The hard les­son of Pearl Har­bor

Cecil Whig - - FRONT PAGE -

Leroy Bar­ber grew up in ru­ral New Lon­don, Wis., hunt­ing and fish­ing with two of his broth­ers. He en­listed in the Navy, trained at the Great Lakes fa­cil­ity north of Chicago and was as­signed to a bat­tle­ship. Bar­ber en­joyed be­ing a sailor, missed his broth­ers and ad­vised them to join up. The Navy made an ex­cep­tion to its rule against putting fam­ily mem­bers on one boat — a de­ci­sion their fa­ther sought to re­verse — but Amer­ica was not at war, and Hawaii was about as far from Europe’s fight­ing as you could get.

That’s how the Bar­ber boys, Mal­colm, 22, Leroy, 21 and Ran­dolph, 19, came to serve to­gether as fire­men on the USS Ok­la­homa. And that is how they died: to­gether, on the morn­ing of Dec. 7, 1941 — 75 years ago to­day — when the Ja­panese at­tacked Pearl Har­bor and drew Amer­ica into World War II.

“We are not bit­ter, but there is one thing nei­ther of us can for­give,” Peter Bar­ber, their fa­ther, told the Chicago Tri­bune in May 1942. “We were at peace when the at­tack started. Our boys didn’t even know about it. They must have been caught below decks with­out any chance to fight back. If they had known — if we had been on guard — they would have re­turned fire and they might not all have died.”

Many wars are re­mem­bered and bat­tles com­mem­o­rated. But only two dates on the cal­en­dar awaken rec­ol­lec­tions of a sneak at­tack on Amer­i­can ter­ri­tory by an un­de­clared en­emy. One is Sept. 11, which was 15 years ago this year. And then there is Dec. 7, “a date which will live in in­famy,” as Pres­i­dent Franklin Roo­sevelt told Congress in a na­tional ra­dio broad­cast the next af­ter­noon. A few hours later, the United States de­clared war on Ja­pan. A few days later, the U.S. de­clared war on Ger­many.

The at­tack on Pearl Har­bor was a sur­prise, but it was fore­shad­owed. In 1941, Amer­ica was at­tempt­ing to check Ja­panese ag­gres­sion in China through eco­nomic sanc­tions. The U.S. knew from a code-break­ing op­er­a­tion known as “Magic” that Ja­pan was gird­ing for war. Con­flict seemed in­evitable, but of­fi­cials in Wash­ing­ton missed the sig­nals that war was im­mi­nent, and never guessed Hawaii would be a tar­get. The Amer­i­can pub­lic also was un­pre­pared.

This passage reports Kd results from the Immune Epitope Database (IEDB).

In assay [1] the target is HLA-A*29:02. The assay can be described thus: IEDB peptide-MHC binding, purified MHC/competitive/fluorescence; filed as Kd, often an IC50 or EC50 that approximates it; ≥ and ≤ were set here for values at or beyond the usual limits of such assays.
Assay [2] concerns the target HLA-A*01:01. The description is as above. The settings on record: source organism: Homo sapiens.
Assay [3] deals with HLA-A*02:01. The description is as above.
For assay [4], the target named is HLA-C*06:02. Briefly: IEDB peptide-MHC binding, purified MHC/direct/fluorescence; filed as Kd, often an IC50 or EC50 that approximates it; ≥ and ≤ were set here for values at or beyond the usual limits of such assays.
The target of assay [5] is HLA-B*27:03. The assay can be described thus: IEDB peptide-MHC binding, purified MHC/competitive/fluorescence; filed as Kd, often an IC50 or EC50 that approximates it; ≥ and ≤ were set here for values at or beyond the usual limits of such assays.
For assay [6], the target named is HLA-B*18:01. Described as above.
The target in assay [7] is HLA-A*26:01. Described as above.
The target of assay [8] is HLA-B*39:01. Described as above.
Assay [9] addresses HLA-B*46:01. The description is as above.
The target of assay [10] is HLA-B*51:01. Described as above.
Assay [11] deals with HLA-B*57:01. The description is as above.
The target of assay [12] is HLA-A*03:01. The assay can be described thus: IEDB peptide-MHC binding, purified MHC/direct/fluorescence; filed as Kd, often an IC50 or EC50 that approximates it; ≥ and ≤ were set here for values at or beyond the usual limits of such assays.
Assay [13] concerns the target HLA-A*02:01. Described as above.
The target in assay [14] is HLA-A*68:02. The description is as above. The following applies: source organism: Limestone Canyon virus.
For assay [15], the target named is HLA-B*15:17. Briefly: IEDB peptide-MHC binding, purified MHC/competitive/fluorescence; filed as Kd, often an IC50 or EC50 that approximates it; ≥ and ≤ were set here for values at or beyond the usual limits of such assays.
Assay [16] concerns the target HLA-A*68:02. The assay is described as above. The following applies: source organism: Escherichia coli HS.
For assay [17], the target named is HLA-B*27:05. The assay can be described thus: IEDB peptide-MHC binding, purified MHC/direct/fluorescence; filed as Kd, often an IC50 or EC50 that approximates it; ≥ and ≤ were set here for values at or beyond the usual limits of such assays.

On Dec. 1, the Tri­bune re­ported that on­go­ing ne­go­ti­a­tions to halt Ja­pan’s ex­pan­sion­ist moves were at a crit­i­cal junc­ture, but there was a dis­tant, the­o­ret­i­cal tone to the warn­ing. The U.S., hav­ing backed Bri­tain in Europe, was al­ready en­gaged in quasi-con­flict with Ger­many. In the Pa­cific, war against Ja­pan re­mained an un­ap­peal­ing ques­tion. “The United States is not pre­pared to fight a war on two fronts and will not be be­fore the com­ple­tion of our two-ocean navy in 1946,” the Tri­bune’s story said.

The U.S. mil­i­tary was not on alert in Hawaii. Most naval per­son­nel treated Dec. 7, a Sun­day, as a day off. Around 7 a.m., just as radar op­er­a­tors were com­plet­ing their overnight watch, they spotted a stun­ning con­cen­tra­tion of air­craft com­ing their way — must be B-17s com­ing in from Cal­i­for­nia, they were told. Wrong. This was the first Ja­panese car­rier strike force of tor­pedo- and dive-bombers, es­corted by Zero fight­ers. The Ja­panese at­tack, com­pleted in two waves in less than two hours, de­stroyed most of the U.S. mil­i­tary planes on the is­land of Oahu and dev­as­tated the U.S. Pa­cific fleet. Most of the ships’ anti-air­craft guns were un­manned. A few heroic Amer­i­can pi­lots got off the ground to shoot down Ze­ros, but the day marked a hu­mil­i­at­ing and painful en­trance to the war. The Bar­ber broth­ers were among 2,300 U.S. ser­vice mem­bers killed.

First­hand de­scrip­tions of Dec. 7 have dwin­dled as sur­vivors de­part us, but the les­son of Pearl Har­bor en­dures. In 1941, the United States failed to an­tic­i­pate Ja­panese ag­gres­sion. In 2001, ter­ror­ists in­ten­si­fied a slow­burn­ing war against Amer­i­can civil­ians that had started years ear­lier and con­tin­ues to­day. De­spite Amer­ica’s great power and com­par­a­tive iso­la­tion on the map, it is vul­ner­a­ble to the en­e­mies it has, and the ones it may have. Our nation for­gets that at its peril.

This editorial orig­i­nally ap­peared in the Chicago Tri­bune on Dec. 3.

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